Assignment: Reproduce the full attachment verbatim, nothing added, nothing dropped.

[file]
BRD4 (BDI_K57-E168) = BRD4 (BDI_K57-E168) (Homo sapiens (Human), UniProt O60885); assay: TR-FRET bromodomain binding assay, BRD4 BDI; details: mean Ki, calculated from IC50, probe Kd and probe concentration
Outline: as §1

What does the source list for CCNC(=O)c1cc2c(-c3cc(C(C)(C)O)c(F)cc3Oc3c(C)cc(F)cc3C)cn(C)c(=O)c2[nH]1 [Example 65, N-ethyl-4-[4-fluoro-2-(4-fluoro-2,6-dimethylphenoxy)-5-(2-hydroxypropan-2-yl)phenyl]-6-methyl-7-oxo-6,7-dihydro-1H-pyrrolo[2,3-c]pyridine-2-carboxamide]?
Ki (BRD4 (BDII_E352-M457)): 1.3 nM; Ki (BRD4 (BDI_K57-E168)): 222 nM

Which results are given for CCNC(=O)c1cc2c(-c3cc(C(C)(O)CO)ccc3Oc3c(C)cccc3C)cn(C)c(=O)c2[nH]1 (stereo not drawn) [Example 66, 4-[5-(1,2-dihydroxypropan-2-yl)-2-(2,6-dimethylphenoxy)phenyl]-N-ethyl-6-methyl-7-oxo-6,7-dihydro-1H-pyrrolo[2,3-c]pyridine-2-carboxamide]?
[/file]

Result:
BRD4 (BDI_K57-E168) = BRD4 (BDI_K57-E168) (Homo sapiens (Human), UniProt O60885); assay: TR-FRET bromodomain binding assay, BRD4 BDI; details: mean Ki, calculated from IC50, probe Kd and probe concentration
Outline: as §1

What does the source list for CCNC(=O)c1cc2c(-c3cc(C(C)(C)O)c(F)cc3Oc3c(C)cc(F)cc3C)cn(C)c(=O)c2[nH]1 [Example 65, N-ethyl-4-[4-fluoro-2-(4-fluoro-2,6-dimethylphenoxy)-5-(2-hydroxypropan-2-yl)phenyl]-6-methyl-7-oxo-6,7-dihydro-1H-pyrrolo[2,3-c]pyridine-2-carboxamide]?
Ki (BRD4 (BDII_E352-M457)): 1.3 nM; Ki (BRD4 (BDI_K57-E168)): 222 nM

Which results are given for CCNC(=O)c1cc2c(-c3cc(C(C)(O)CO)ccc3Oc3c(C)cccc3C)cn(C)c(=O)c2[nH]1 (stereo not drawn) [Example 66, 4-[5-(1,2-dihydroxypropan-2-yl)-2-(2,6-dimethylphenoxy)phenyl]-N-ethyl-6-methyl-7-oxo-6,7-dihydro-1H-pyrrolo[2,3-c]pyridine-2-carboxamide]?